Savor the Flavor: Explore our Delectable Thanksgiving Menu and Recipes

If you are like me and do the cooking for Thanksgiving Day, this is the post for you! Getting all the ingredients ahead of time is so helpful so you can prepare recipes before the big day. Each year we have our tried and true family traditional dishes and often, I will experiment with one or two new ones. So here is the Thanksgiving menu I served last year.

Our Thanksgiving table

The Main Star~the Turkey

Typically I get a 20-25 lb. turkey because I love the leftover meat. Over the last few years my culinarily adventurous son convinced me to part from the traditional method of roasting the bird, to faster, and tastier methods. Here are my top two ways to cook a turkey:

Expertly Spiced and Glazed Roast Turkey

Bon Appetit Expertly Spiced and Glazed Roast Turkey

This recipe, by Bon Appetit, was developed “to miraculously roast a turkey that is well seasoned, juicy, and—can we type this loudly enough?—PROPERLY COOKED! Every part of the bird deserves equal love and appreciation, without a dry bite in the house. The absolute inarguably best way to cook a turkey is to break it down into parts, dry-brine it, and roast it on a wire rack in a baking sheet. The parts expose every piece for even cooking”.

Here is why I love this recipe.

  • The cooking time is very fast. For a 15 lb. bird, the turkey is done in approximately 100 minutes (depending on your oven, thickness of breast, etc.). The glaze for this is D.E.L.I.C.I.O.U.S!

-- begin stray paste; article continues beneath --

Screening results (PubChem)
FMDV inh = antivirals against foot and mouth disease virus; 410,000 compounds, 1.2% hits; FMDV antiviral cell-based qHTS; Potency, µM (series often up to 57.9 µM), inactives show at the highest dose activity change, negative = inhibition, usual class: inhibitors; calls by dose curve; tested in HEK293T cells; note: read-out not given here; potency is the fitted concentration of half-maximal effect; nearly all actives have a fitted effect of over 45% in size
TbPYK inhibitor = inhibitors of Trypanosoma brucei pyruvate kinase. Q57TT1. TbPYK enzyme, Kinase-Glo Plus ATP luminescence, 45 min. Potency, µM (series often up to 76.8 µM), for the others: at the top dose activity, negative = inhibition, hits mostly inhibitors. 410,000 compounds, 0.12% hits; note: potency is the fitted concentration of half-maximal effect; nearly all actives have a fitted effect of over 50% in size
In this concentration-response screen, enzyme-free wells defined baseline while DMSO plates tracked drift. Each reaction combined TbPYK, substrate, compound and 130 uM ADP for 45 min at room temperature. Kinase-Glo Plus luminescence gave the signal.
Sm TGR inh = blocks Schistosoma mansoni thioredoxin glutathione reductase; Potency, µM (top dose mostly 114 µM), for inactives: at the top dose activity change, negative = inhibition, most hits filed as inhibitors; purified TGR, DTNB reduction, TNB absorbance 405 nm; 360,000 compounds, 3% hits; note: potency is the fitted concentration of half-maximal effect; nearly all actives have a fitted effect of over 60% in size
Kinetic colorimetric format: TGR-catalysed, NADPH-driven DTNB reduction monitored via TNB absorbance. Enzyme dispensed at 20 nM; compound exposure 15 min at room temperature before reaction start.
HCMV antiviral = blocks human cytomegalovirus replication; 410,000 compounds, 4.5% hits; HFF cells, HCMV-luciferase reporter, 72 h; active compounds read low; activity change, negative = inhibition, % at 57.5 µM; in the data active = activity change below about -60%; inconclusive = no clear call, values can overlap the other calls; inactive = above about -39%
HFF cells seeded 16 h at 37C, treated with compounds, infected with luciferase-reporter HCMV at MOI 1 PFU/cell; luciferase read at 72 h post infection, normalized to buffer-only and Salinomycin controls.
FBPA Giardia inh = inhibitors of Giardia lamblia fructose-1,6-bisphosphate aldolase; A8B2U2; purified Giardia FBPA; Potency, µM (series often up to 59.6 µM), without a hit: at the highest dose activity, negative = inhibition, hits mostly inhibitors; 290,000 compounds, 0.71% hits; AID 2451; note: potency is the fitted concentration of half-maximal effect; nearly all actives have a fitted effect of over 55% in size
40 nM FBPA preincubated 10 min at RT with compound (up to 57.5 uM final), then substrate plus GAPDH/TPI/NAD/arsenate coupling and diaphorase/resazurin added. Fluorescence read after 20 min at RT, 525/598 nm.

• You can prep this up to 2 days in advance. There is a easy rub to make and once you apply that, the refrigerator does the rest. There are very detailed instructions on how to separate the turkey. If you are not comfortable doing that, ask your local butcher.
  • All you need to bake this is a wire rack and a rimmed baking sheet

Click here for the recipe.

Super Crispy Skin Turkey with a Dry Brine

Dry Brine method from Serious Eats

We tried this different approach to preparing the turkey in 2019 and again, the turkey is juicy and the skin is extra crispy. Simply combine one part baking powder with three to four parts kosher salt (about a teaspoon of baking powder per tablespoon of kosher salt will work), add some black pepper to taste, then sprinkle it evenly over the surface of the skin. Then—and this is key—let it rest, uncovered, in the refrigerator for 12 to 24 hours. The best part of this recipe:

  • Can prepare it up to 24 hours in advance
  • Simple dry brine which is easy to make and spread over the bird